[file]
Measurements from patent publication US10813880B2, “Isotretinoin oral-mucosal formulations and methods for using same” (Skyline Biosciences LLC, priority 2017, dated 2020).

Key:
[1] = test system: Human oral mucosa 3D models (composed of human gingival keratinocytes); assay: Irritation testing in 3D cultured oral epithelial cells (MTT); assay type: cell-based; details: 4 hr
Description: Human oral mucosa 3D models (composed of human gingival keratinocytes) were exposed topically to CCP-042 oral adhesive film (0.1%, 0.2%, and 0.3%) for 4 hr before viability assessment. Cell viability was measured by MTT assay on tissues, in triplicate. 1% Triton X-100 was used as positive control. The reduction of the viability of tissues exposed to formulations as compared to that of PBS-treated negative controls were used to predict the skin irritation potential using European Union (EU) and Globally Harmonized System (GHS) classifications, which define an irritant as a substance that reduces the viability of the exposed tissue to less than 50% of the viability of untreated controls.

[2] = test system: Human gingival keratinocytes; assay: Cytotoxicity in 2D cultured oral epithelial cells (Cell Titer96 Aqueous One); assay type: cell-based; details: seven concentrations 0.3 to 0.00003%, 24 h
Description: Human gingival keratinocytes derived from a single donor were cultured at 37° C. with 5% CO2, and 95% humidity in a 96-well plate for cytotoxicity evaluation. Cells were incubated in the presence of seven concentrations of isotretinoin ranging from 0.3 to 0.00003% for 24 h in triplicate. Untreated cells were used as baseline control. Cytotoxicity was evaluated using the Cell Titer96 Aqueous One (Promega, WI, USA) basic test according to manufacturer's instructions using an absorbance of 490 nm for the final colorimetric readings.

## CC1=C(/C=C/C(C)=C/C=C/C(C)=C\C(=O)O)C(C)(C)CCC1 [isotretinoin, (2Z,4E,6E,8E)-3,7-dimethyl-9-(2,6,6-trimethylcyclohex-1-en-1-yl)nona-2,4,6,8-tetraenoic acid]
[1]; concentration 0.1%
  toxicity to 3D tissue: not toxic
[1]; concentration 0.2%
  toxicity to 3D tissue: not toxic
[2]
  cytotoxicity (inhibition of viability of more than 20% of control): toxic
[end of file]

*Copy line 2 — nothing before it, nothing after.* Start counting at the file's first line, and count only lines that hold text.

Key: